Gary Player Celebrates The 50th Anniversary Of His First PGA Championship Victory In 1962
As golf's top players tee off at Kiawah Island Golf Resort's Ocean Course for the final Major Championship of the season, nine-time Major Championship winner and golf icon Gary Player will celebrate the 50th anniversary of his first PGA Championship victory in 1962 at the Aronimink Golf Club. In 1962, Player became only the second international golfer to lift the Wanamaker Trophy with a one-shot victory after holding off a strong contingent of competitors, including Bob Goalby and Jack Nicklaus.
"To know that it has been 50 years since I won my first PGA Championship is incredible. I have wonderful memories of my time at the PGA Championships, and winning my third Major Championship at Aronimink was a special moment," said Player.
At the time that Player entered into the 1962 PGA Championship, he was without a recent victory on tour, and the dominating Arnold Palmer was coming off Masters and Open Championship triumphs. Once Player stepped onto the grounds of Aronimink, however, he was immediately relaxed and invigorated.
"I played well in the practice rounds and my confidence came surging back," said Player. "I was putting like Houdini and was able to keep the ball in play, which was the most important factor throughout the week because the rough was high."
On championship Sunday, Player held off the surging American Bob Goalby, who came from four strokes behind to come within one stroke of Player's lead.
"Bob Goalby and I battled during the final round on Sunday. I knew that Goalby was a wonderful competitor and I had to keep focused on playing well," recalled Player. "I will never forget the shot I hit on the 18th hole during the final round. I hit my drive to the right in the trees and for my second shot I took a three wood and aimed it 100 yards to the left of the green. I hit a massive slice around the corner onto the green to set up for a par."
Player finished the tournament scoring rounds of 72, 67, 69, and 70 for a 2-under-par 278 and a one-stroke victory. The 1962 victory allowed Player to achieve four of his five goals in golf - win The Open, the Masters, the PGA Championship, and top the PGA Tour money list. Player left Aronimink with newfound confidence, vision, and just the US Open Championship left to conquer the career Grand Slam, which he accomplished in 1965 at age 29.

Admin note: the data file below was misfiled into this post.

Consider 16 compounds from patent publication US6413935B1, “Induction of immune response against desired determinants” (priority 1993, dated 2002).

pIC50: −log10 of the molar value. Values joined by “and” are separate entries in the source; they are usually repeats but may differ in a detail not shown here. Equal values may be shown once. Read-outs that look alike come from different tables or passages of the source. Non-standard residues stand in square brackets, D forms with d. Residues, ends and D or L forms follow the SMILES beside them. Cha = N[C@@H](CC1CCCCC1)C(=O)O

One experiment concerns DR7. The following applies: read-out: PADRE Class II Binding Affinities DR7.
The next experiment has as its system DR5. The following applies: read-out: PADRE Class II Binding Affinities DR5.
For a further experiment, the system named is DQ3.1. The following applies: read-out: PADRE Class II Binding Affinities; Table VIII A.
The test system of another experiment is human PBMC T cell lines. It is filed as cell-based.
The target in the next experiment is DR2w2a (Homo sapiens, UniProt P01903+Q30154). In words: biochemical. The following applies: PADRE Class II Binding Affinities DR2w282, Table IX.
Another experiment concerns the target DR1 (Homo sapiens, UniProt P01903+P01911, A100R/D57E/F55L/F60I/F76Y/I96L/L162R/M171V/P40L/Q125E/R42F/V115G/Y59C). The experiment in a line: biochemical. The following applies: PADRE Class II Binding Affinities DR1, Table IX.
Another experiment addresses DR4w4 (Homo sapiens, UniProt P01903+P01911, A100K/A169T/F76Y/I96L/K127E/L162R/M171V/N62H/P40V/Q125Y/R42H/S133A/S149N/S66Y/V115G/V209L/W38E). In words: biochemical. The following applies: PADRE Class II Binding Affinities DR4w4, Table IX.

As one of only five golfers to accomplish the career Grand Slam, Player repeated his PGA Championship victory a decade later in 1972, and added three Senior PGA Championships triumphs to his resume in 1986, 1988, and 1990. In 1974, Player was named an Honorary PGA Member to recognize his career achievements.
"I hold the PGA in high esteem because they have done so much for golf over the years and make me proud to be a professional, a PGA Member, and former champion," said Player. "We have the PGA to thank for much of the popularization of the game at the amateur level especially in regard to the game with juniors, seniors, ladies, and charitable giving through golf."
The PGA of America will celebrate the 50th anniversary with a special exhibit at the 94th PGA Championship, Aug. 6-12 at The Ocean Course at Kiawah Island (S.C.) Golf Resort.
"We are delighted to celebrate the 50th anniversary of Gary Player's first PGA Championship, during the 2012 PGA Championship," said Allen Wronowski, President of The PGA of America. "Throughout his long and distinguished career, Gary has been a tremendous champion, a wonderful gentlemen and a great ambassador for our game. His victory in 1962 at Aronimink will be fondly recalled and remembered throughout the week at Kiawah Island."
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ABOUT GARY PLAYER
Gary Player, often referred to as the Black Knight, symbolizes all that world class golf is or was ever intended to be. A champion in every sense of the word, he has won 165 professional tournaments worldwide and through the philanthropic efforts of his foundation generated over $50 million dollars for the education of underprivileged children. Player, a master of the game, and a world leader in golf course design is credited with shaping more than 325 courses worldwide.
When Gary Player won the US Open in 1965 at age 29, he became only the third golfer to win the Grand Slam, following Ben Hogan and Gene Sarazen. Since then, only Jack Nicklaus and Tiger Woods have added their names to this elite group. Player has, to date, won nine major championships on the regular PGA Tour and nine on the Senior or Champions Tour. He is a three time President's Cup Captain and in 2000 received South Africa's Sportsman of the Century Award.
In addition to his 40 years of golf course design, Player currently serves as the Global Ambassador to the World Golf Hall of Fame and holds an Honorary Doctor of Laws degree from St. Andrews University. His legendary career and humanitarian endeavors have been acknowledged by numerous awards, including the 2012 PGA Tour Lifetime Achievement Award, the 2006 PGA Tour Payne Stewart Award, and the 2003 Laureus Lifetime Achievement Award.
Born in Johannesburg, South Africa, Player has circled the globe in pursuit of sporting events, and after journeying over 15 million miles, or 25 million kilometers, he is widely recognized as The World's Most Traveled Athlete™. When not traveling to or from sporting events, Player divides his time between the South African stud farm where he has bred over 2000 winning thoroughbred race horses and his residence on Jupiter Island in Hobe Sound, Florida.
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